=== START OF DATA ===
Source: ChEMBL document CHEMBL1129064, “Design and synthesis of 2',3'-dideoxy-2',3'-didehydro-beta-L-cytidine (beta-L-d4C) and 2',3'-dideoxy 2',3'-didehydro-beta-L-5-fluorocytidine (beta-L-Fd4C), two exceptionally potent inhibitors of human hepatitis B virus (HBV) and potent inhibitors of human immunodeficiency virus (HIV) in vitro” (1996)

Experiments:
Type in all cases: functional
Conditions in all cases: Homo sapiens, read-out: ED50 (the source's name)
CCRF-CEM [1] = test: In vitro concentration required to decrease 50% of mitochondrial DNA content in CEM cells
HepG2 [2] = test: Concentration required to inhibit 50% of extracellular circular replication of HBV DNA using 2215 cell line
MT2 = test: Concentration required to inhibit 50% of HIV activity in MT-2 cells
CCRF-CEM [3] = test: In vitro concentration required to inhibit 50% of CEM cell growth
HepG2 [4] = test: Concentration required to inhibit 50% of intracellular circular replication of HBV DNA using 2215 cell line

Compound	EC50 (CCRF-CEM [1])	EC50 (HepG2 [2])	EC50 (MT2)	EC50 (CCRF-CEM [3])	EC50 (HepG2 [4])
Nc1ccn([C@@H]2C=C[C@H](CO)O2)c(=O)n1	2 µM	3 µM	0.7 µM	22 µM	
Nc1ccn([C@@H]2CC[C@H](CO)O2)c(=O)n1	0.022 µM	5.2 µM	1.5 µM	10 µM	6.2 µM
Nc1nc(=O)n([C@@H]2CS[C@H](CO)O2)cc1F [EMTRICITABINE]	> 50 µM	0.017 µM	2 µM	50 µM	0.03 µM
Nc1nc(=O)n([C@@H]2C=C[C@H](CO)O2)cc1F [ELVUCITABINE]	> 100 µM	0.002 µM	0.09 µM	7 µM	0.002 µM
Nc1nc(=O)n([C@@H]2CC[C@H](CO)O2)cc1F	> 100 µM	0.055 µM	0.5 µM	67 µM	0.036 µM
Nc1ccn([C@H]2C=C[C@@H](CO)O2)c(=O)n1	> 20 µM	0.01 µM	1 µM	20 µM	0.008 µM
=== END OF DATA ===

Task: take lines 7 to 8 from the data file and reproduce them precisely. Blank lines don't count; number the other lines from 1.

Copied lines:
MT2 = test: Concentration required to inhibit 50% of HIV activity in MT-2 cells
CCRF-CEM [3] = test: In vitro concentration required to inhibit 50% of CEM cell growth